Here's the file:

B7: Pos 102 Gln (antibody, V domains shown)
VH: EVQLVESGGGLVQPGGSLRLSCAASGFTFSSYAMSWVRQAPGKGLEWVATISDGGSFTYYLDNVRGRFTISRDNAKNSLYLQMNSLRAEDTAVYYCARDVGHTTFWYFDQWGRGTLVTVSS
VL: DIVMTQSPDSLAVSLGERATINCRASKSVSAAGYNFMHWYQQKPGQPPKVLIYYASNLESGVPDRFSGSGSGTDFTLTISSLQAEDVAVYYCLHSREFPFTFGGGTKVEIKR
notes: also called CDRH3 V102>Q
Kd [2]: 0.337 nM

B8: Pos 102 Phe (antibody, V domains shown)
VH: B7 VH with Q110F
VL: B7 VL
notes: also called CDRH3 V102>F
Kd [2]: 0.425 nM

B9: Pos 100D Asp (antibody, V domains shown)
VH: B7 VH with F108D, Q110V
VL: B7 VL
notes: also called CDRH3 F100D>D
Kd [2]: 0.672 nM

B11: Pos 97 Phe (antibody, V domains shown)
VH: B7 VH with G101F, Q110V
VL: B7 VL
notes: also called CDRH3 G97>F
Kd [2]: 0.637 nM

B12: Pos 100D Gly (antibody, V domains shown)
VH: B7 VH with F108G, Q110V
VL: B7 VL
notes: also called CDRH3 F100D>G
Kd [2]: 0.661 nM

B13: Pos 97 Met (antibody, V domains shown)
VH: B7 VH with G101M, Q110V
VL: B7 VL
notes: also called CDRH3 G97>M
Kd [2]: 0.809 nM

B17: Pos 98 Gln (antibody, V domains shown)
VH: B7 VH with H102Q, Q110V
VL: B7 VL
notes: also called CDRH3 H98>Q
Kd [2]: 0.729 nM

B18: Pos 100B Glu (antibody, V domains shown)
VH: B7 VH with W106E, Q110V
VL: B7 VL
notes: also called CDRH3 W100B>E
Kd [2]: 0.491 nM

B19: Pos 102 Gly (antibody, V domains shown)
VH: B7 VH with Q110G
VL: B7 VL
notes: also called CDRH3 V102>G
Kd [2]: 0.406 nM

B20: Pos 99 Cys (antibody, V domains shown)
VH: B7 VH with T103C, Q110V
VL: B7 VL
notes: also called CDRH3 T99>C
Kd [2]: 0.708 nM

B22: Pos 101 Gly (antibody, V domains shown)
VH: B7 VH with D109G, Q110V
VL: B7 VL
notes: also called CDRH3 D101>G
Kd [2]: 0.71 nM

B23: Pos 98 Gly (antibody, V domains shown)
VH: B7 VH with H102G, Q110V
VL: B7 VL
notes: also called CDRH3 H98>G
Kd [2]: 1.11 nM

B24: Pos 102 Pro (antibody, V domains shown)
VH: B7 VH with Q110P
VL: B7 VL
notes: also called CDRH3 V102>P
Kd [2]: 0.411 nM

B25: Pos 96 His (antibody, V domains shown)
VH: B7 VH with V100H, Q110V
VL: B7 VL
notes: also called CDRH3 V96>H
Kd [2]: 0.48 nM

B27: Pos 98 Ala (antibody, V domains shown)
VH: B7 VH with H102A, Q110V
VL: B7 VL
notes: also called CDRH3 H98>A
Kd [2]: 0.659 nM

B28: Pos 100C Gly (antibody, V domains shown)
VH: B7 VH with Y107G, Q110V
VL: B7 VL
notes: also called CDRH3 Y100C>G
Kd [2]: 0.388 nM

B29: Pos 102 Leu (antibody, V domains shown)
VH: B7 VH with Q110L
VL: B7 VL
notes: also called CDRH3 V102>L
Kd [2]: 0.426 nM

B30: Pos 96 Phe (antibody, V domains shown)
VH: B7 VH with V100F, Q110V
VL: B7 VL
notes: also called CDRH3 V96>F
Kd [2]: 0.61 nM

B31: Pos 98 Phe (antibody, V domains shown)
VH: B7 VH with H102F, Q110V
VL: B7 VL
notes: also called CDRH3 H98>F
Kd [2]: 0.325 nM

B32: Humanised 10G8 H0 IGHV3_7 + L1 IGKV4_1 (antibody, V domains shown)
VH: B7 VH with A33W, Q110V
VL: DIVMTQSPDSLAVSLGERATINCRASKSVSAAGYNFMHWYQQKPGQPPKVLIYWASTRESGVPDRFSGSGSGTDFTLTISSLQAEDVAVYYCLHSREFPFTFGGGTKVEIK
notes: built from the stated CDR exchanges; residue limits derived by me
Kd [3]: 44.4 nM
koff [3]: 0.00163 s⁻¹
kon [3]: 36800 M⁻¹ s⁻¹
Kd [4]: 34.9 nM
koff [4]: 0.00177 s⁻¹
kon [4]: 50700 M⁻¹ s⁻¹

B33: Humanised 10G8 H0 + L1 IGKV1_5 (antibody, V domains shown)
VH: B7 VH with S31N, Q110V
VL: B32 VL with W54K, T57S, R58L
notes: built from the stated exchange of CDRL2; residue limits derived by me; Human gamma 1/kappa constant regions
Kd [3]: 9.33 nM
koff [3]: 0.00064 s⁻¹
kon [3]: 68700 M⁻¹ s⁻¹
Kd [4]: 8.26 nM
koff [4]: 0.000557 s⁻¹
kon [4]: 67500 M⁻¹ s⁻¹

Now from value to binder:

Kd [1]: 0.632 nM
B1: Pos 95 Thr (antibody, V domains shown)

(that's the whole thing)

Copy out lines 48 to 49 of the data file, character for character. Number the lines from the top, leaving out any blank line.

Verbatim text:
VL: B7 VL
notes: also called CDRH3 T99>C